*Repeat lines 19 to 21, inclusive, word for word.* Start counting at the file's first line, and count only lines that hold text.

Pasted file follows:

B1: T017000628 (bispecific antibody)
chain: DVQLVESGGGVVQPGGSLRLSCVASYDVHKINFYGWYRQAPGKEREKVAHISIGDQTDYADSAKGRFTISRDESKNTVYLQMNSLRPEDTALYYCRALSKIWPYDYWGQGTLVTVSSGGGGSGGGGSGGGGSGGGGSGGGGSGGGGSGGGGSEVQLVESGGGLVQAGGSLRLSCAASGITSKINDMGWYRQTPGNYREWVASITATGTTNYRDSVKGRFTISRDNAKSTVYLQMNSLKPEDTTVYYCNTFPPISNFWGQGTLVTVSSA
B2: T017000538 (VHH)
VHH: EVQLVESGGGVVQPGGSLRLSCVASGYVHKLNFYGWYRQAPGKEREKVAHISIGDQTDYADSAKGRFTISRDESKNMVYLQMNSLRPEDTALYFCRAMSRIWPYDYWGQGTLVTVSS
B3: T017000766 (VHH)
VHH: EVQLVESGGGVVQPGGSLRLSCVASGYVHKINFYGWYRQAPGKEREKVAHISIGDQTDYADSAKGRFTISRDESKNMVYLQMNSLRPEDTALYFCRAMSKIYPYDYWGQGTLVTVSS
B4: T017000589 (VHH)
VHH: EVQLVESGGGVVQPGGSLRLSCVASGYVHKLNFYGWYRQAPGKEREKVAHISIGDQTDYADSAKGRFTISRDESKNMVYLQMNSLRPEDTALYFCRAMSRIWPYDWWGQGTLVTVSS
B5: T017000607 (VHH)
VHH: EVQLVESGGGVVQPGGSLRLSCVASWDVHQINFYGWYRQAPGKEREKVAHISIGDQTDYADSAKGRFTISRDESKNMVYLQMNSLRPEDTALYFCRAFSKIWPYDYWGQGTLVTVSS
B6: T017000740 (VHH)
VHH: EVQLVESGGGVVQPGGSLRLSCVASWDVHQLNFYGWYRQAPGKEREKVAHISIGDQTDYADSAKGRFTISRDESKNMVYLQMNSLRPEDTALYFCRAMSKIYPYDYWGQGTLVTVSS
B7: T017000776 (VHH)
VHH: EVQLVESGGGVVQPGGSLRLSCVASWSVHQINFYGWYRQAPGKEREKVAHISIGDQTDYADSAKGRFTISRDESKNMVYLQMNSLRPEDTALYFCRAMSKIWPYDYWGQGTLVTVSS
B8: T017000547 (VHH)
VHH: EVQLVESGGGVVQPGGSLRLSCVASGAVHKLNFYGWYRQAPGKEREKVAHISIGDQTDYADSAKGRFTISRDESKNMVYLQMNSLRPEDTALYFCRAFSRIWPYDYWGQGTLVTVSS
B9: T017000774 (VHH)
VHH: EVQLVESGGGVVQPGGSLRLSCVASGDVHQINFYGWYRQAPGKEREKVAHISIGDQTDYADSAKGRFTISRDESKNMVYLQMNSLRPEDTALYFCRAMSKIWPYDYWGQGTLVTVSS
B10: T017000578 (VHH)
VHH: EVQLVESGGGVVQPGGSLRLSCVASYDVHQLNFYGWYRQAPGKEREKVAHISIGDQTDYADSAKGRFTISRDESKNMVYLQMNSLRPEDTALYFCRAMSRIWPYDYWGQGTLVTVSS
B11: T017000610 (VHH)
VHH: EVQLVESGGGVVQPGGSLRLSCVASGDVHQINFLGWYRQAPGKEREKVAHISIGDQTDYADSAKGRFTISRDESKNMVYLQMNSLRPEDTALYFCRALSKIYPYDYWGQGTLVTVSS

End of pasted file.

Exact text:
B10: T017000578 (VHH)
VHH: EVQLVESGGGVVQPGGSLRLSCVASYDVHQLNFYGWYRQAPGKEREKVAHISIGDQTDYADSAKGRFTISRDESKNMVYLQMNSLRPEDTALYFCRAMSRIWPYDYWGQGTLVTVSS
B11: T017000610 (VHH)